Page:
The other phenomenon that drives prices up and future returns down is loosely based on Dow 36,000 think. According to this line of reasoning, it's ridiculous for stocks to be as cheap as they were between 1930 and 1995. If stocks can be counted on to consistently outperform "safer" investments like bonds over the long haul, we might as well pay up for them now - a sound theory as diversification makes stocks safer. Anybody with a spreadsheet can show you that an investment with rising earnings is better than one with fixed earnings (like a bond or CD) – even if the dividend yield on stocks is a paltry 1.7% (as it is today), and a safe government bond is yielding just over 5%. Over time, the rising earnings will simply catch up. 

But behind these two sound foundations lies an equally disturbing reality. Neither of these facts can stop stocks from falling for any number of reasons outside of overvaluation. The damage sustained by a deep correction – no matter how irrational the trigger - can take more than your lifetime to fix. 

Even after the NASDAQ’s strong rise from the bottom of the 2002 bear market, many investors who plowed into NASDAQ-type stocks in 2000 may still never catch up to where their portfolio would be had it been invested in near zero-risk government bonds. The index remains down 50% from its high, and has paid out very little in the way of dividends along the way – certainly not the 6%+ that could have been locked in back in 2000. Perhaps by 2040, the NASDAQ portfolio will catch up to the all-government-bond portfolio. Investors in Japan’s market peak are also still down over 50% - nearly twenty years later.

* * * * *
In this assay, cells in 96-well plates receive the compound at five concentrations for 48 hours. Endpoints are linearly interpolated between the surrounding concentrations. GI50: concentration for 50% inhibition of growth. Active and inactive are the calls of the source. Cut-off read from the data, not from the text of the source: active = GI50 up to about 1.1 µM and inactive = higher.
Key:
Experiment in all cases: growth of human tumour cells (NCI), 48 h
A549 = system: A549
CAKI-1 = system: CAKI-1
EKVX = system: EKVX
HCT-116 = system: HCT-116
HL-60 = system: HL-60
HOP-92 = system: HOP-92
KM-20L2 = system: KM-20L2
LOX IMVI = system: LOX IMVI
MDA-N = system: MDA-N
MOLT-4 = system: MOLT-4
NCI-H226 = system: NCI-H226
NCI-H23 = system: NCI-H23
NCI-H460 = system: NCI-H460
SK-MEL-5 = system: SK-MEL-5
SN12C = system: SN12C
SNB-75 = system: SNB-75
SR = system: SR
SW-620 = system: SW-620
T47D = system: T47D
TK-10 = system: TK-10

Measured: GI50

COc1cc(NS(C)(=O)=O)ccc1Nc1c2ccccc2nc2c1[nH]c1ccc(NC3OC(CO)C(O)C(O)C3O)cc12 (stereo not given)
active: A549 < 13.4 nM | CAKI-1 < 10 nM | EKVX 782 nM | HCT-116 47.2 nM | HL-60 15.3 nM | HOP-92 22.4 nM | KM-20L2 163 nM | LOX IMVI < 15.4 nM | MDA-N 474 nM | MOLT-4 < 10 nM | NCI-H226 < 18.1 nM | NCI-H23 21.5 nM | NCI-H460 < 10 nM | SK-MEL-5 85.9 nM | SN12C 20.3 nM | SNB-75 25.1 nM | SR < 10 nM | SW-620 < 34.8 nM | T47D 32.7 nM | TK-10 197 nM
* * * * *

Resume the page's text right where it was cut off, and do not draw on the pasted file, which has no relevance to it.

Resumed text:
The S&P 500's outlook isn't quite as bleak. Its fall in 2000-2002 was sharp, but its comeback has been nearly as strong. The index's dividend yield is also slightly better than the NASDAQ's. By our calculations, the buy-high S&P 500 investment will pass the all-government-bond investment by about 2030 - or thirty years after the original investment. The math behind this calculation assumes that you bought a 30-year government bond in 2000 and went all in to the S&P 500. We’re even giving stocks the benefit of the doubt by assuming an 8% total return on the S&P 500 every year until 2030 – probably an optimistic assumption, given the current dividend yield and slowing economy.

While today’s valuations mean a 50% fall in stocks is less likely now than it was back in 2000, it is by no means impossible. The next slide in the economy may result in a deeper recession than the one we saw in 2001. Interest rates could climb to 7% - how many investors would line up to buy stocks yielding less than 2% in such a scenario? How many could afford to borrow as liberally at higher rates? Even less predictable, any number of random events could cause a drop in stocks. Just as you'll see irrational behavior on the way up, you can also see it on the way down. 

We’re not trying to scare you away from investing in stocks or rationalizing an all-money-market allocation. We just think that now is a good time to cut back – just as we intend to increase our allocations if the environment changes and the brave turn meek. 

If the current environment continues, we’ll probably be making some changes to the model portfolios next month. Stay tuned.